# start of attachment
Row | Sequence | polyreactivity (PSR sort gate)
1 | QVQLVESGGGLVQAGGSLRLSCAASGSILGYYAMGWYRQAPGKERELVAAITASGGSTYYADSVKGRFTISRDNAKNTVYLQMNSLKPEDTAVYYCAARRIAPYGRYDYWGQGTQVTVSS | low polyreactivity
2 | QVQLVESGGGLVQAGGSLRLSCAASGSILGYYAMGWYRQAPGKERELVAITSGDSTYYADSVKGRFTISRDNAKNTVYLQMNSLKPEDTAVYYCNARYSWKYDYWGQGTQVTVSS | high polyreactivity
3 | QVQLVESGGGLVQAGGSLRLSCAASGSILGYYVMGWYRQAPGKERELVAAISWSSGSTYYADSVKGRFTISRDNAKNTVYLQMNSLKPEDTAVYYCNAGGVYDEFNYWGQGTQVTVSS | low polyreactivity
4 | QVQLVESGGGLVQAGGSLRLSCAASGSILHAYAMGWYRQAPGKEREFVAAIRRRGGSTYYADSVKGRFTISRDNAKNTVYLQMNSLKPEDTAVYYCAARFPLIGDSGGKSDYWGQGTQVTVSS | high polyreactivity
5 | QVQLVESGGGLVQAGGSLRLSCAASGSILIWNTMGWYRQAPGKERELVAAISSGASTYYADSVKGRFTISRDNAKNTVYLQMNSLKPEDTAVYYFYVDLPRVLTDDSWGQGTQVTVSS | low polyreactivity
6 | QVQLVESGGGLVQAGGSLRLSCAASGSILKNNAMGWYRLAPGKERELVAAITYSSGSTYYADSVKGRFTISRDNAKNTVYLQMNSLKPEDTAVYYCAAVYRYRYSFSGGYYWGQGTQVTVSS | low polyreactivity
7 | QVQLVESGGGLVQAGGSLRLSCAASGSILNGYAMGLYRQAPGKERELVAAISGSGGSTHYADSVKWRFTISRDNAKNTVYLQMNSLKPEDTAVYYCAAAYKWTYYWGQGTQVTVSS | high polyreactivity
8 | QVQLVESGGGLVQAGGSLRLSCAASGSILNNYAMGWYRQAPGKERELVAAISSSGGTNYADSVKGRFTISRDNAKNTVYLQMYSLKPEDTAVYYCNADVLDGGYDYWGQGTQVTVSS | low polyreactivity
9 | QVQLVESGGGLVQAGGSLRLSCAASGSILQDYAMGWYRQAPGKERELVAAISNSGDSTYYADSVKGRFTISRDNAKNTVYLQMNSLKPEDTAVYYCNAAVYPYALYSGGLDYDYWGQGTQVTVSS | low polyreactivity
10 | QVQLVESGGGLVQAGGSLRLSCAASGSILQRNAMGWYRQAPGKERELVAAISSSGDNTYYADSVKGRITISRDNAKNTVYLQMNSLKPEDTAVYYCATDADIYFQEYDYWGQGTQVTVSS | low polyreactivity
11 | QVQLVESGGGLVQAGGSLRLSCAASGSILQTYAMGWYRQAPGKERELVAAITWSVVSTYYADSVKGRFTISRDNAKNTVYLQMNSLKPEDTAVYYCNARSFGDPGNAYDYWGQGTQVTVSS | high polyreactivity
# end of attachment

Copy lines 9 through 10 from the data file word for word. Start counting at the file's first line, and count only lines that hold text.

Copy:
8 | QVQLVESGGGLVQAGGSLRLSCAASGSILNNYAMGWYRQAPGKERELVAAISSSGGTNYADSVKGRFTISRDNAKNTVYLQMYSLKPEDTAVYYCNADVLDGGYDYWGQGTQVTVSS | low polyreactivity
9 | QVQLVESGGGLVQAGGSLRLSCAASGSILQDYAMGWYRQAPGKERELVAAISNSGDSTYYADSVKGRFTISRDNAKNTVYLQMNSLKPEDTAVYYCNAAVYPYALYSGGLDYDYWGQGTQVTVSS | low polyreactivity